Hilden, Nova Scotia
|This article does not cite any references or sources. (December 2009)|
The population of Hilden is approximately 1,200 and the community is located in Colchester Census Division C. The majority of the population live in three middle class residential subdivisions and the community functions as a suburb of the town of Truro.
The first school in what became Hilden was a single-room building opened in 1870. This burnt in 1914, and a new building was erected on the same site the following year.
After education reforms in Nova Scotia in the 1940s, students from Hilden attended a new elementary school until their 5th year, and thence were transported to Brookfield for instruction.
A modern Hilden Elementary School was constructed in 1986 and currently serves students from Primary to Grade 6. Students then attend South Colchester Academy in Brookfield.
Hilden residents usually travel to Truro or Brookfield for most recreational activities. However, the United Church in the community allows non-religious groups to use the church hall for numerous activities, such as weekly yoga classes, kick boxing, belly dancing classes, and fundraising activities. The Hilden Volunteer Fire Brigade's building also serves as a community center for receptions and sports banquets.
The Scotia Pine Campground is in the southern part of the community, and is a popular destination for weekend vacationers from around Nova Scotia.
The Hilden Garden Club meets regularly to discuss their floral interests.
Hilden is a mix of rural and suburban settlements. Most of the population commute to Truro or Halifax daily, though there are still a few farms outside of the subdivisions. Shops and services include a medical clinic and ophthalmologist's office, a large gardening store and nursery, a small restaurant, and an engraver, a gun repair shop, mechanic garage and Bentley Bikes.
Sulpher mining was carried out on a small scale until the 1970s, and timber harvesting continues today.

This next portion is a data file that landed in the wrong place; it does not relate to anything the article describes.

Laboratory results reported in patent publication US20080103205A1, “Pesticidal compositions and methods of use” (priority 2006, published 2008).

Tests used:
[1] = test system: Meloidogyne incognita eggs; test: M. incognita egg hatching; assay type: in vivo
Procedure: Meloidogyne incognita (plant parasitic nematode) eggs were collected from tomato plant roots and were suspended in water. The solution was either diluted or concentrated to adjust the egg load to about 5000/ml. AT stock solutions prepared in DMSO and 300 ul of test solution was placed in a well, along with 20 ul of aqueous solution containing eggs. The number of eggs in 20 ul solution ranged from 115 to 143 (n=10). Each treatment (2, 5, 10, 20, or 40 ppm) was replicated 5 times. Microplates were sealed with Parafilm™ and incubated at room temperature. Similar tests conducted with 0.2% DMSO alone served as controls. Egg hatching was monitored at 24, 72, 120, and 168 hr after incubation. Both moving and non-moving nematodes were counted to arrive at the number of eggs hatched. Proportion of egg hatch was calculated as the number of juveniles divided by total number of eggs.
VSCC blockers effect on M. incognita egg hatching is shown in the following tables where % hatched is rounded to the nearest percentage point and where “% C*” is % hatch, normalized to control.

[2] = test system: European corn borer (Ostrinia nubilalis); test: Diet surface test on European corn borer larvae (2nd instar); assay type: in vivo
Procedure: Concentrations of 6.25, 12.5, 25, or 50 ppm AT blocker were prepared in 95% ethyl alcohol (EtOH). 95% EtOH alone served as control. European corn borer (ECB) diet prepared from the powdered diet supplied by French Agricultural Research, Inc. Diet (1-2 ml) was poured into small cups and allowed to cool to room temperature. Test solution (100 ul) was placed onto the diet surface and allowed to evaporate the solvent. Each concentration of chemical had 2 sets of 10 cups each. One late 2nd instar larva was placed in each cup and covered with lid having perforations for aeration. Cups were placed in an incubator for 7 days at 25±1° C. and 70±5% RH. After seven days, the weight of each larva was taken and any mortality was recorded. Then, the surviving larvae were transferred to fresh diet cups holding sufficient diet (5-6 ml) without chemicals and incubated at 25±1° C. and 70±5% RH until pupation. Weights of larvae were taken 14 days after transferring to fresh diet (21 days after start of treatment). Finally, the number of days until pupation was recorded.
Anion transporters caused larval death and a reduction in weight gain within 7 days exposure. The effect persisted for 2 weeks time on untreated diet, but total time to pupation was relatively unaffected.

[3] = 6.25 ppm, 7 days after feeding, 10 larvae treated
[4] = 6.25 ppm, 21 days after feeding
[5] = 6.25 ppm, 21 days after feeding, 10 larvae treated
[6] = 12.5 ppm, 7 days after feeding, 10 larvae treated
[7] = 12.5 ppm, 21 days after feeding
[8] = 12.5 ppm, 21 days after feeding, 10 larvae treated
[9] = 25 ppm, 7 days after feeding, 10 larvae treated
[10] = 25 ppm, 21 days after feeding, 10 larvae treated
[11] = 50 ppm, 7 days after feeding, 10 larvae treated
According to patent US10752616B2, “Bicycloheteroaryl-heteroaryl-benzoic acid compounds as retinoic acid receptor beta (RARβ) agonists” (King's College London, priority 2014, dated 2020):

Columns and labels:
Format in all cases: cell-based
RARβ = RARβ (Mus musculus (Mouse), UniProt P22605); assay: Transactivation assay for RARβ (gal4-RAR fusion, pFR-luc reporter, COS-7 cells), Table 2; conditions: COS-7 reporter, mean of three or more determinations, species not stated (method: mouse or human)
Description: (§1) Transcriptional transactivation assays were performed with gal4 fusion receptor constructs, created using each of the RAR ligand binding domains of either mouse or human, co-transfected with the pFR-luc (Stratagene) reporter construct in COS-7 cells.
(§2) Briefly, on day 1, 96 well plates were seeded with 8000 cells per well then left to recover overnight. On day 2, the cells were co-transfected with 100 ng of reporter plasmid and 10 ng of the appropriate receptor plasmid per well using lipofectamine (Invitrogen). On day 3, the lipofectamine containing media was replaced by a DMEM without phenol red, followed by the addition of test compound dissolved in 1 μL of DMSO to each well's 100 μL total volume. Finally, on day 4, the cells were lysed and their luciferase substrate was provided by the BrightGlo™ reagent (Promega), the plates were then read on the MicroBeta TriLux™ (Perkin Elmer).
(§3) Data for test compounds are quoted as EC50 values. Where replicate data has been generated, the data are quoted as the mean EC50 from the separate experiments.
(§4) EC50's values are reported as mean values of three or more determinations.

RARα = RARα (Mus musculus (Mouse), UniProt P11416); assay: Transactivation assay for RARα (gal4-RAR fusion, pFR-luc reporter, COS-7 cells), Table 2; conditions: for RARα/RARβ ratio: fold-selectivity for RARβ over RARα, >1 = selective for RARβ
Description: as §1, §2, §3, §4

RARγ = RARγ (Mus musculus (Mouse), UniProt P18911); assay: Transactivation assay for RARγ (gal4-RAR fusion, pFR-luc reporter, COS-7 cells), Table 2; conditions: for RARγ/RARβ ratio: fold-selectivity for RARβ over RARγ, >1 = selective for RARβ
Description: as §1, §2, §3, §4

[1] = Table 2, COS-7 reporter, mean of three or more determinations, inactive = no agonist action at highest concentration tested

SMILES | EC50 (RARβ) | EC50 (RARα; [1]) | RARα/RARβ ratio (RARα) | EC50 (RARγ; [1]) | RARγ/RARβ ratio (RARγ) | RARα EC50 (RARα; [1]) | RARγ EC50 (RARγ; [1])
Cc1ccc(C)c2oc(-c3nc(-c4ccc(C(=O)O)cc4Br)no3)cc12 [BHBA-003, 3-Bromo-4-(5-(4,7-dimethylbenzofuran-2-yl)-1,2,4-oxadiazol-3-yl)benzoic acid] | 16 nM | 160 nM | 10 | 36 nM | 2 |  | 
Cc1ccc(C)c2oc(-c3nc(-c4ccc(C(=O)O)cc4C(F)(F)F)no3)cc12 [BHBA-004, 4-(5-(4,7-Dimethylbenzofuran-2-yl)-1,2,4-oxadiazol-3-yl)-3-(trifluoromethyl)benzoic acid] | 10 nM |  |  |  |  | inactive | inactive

Hilden is located in District 3 of the Colchester Municipality, and is represented by first term(2008) Councillor Gerry Buott . Provincially, Hilden is in the riding of Colchester-Musquodoboit Valley and is represented by the Member of the Legislative Assembly Gary Burrill of the New Democratic Party. The community falls in the federal riding of Cumberland-Colchester-Musquodoboit Valley and is represented by Member of Parliament Scott Armstrong of the Conservative Party of Canada.
The land which is now the unincorporated community was originally part of the Truro Township, settled by New England Planters in the 1780s.
At the time that the Intercolonial Railway began operation in December, 1858 the settlement was called "Halifax Road." A railway station was built, and about that time a meeting was called to name the settlement. "Clarksville" was suggested in honour of an old family in the area. The majority, however, decided on "Johnsons Crossing" in honour of a man who had his farm on the base line road which crossed the Halifax road at the railway.
By 1870, "Clarkesville" was used to refer to the western hill's settlement, and "Johnsons Crossing" to the eastern hill. By an act of the Nova Scotia House of Assembly in 1895, the name of the communities, along with "Slabtown" further south, was changed to Hilden.